Kiefer Sutherland has confirmed he will "definitely not return in any way" to his hit TV show, 24.
Sutherland starred as counter-terrorism agent Jack Bauer in the highly-successful thriller from 2001 to 2010, and made a return in last year's spin-off series 24: Live Another Day.
When Fox announced a reboot with a new protagonist earlier this year, the star said he hadn't "ruled out a cameo."
However, he has now told the BBC: "24 is definitely over now for me."
"It's one of the greatest gifts I've ever been given as an actor," Sutherland added, "but it's moving on without me, I want to do other things."
The Canadian star, who made his name in 1980s "Brat Pack" films like The Lost Boys and Young Guns, said working in television had fundamentally changed his outlook on acting.
"I want to do more television," he said. "My experience of 24 was unbelievable, but the main benefit was that it was nice to do something that people actually watched, and that they enjoyed.
"There are some movies I've made people might have enjoyed, but there were nine of them watching. And so 24 was so refreshing - the most significant thing was that it was accessible to a lot of people and to know they enjoyed it was so rewarding for me.
"I don't think there's a better medium than television out there at the moment. So think I want to do more of it and look for projects where I can repeat my experience.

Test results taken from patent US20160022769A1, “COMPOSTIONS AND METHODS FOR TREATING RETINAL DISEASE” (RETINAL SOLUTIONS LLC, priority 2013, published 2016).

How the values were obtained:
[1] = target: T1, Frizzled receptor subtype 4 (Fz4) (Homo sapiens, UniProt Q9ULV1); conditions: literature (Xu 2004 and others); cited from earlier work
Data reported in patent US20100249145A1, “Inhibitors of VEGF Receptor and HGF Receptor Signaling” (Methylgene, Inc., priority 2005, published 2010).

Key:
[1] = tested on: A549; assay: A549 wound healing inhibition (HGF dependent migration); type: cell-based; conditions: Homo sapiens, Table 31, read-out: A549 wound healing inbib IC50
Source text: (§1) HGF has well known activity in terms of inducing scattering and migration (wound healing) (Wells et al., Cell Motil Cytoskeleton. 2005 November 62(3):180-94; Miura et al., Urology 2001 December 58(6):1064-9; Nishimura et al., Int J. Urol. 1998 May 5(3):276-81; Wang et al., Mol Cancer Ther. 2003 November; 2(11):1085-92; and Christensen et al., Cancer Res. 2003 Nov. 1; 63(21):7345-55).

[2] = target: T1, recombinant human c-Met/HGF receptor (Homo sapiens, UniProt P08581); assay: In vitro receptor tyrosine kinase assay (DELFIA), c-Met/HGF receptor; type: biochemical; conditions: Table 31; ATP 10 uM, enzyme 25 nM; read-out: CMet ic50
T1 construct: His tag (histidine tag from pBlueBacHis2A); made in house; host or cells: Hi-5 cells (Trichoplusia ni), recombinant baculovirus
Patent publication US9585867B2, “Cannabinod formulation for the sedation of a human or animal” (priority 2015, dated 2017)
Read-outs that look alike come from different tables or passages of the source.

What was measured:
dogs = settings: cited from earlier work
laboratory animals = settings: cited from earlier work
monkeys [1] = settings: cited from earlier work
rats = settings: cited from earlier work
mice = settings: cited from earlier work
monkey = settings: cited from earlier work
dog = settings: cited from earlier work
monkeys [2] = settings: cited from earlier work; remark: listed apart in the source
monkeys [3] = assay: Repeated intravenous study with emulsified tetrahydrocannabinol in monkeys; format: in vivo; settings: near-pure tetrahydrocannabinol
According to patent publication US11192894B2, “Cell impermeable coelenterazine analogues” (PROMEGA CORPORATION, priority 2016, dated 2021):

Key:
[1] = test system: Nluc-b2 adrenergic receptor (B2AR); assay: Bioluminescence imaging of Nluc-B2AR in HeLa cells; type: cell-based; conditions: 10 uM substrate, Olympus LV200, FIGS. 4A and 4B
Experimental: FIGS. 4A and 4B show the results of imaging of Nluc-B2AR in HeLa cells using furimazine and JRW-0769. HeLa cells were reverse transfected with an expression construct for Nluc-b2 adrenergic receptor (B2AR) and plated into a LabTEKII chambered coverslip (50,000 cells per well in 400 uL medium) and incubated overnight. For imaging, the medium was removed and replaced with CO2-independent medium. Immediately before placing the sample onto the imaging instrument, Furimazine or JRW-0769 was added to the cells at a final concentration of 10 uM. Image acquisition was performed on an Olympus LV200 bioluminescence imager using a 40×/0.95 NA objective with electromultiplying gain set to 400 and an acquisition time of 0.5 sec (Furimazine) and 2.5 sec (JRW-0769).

"You have to take your time though to find something like it - and that means you have to work less. So I'll be waiting for something that's worth it, with the potential for the kind of audience access that 24 had."
Despite this, Sutherland was speaking to the BBC at the launch of his new film, Forsaken, which sees the 48-year-old star opposite his father Donald for the first time.
The younger Sutherland explains that he "dreamed for thirty years of acting opposite my father, but I just wanted this ideal project to come along.
"Then at Christmas I just looked at my father and I realized we probably didn't have that much time left to do this together - he's just turned 80 - so I got on with it."
Forsaken is Sutherland's first western since Young Guns 2 in 1990. He plays a reformed killer, while Donald plays his estranged father.
The star believes that it was only the kudos of the actors' names that allowed the film to get a green light.
"Hollywood doesn't want to make westerns any more," he mourns. "I've had Robert Downey Jr and Kevin Bacon both express envy because I'd been able to make Young Guns at all.
"The studios may have tried to make a western with aliens, anything to try and revive the genre, but generally it's not on the cards.
"New York and Los Angeles are where ideas for films come from and they've long since left the middle of the country behind, they don't represent it very well."
Forsaken has shown at the Toronto and Zurich Film Festivals, and has been bought for cinema release next year. But Sutherland says that, for once, the success of the film is secondary to his experience.
"I was so desperately afraid that I would let my father down," he confesses. "But it turned out he was as nervous as I was, and we told each other that the night before we started shooting.
"It turned out great, I think - perhaps it's cheating, but when I looked into my real father's eyes during takes I think my heart beats a little faster.
"Some fathers take their sons fishing to connect - I got to make a movie with my dad, even if it was a little late in life."
The Zurich Film Festival runs from 24 September - 4 October.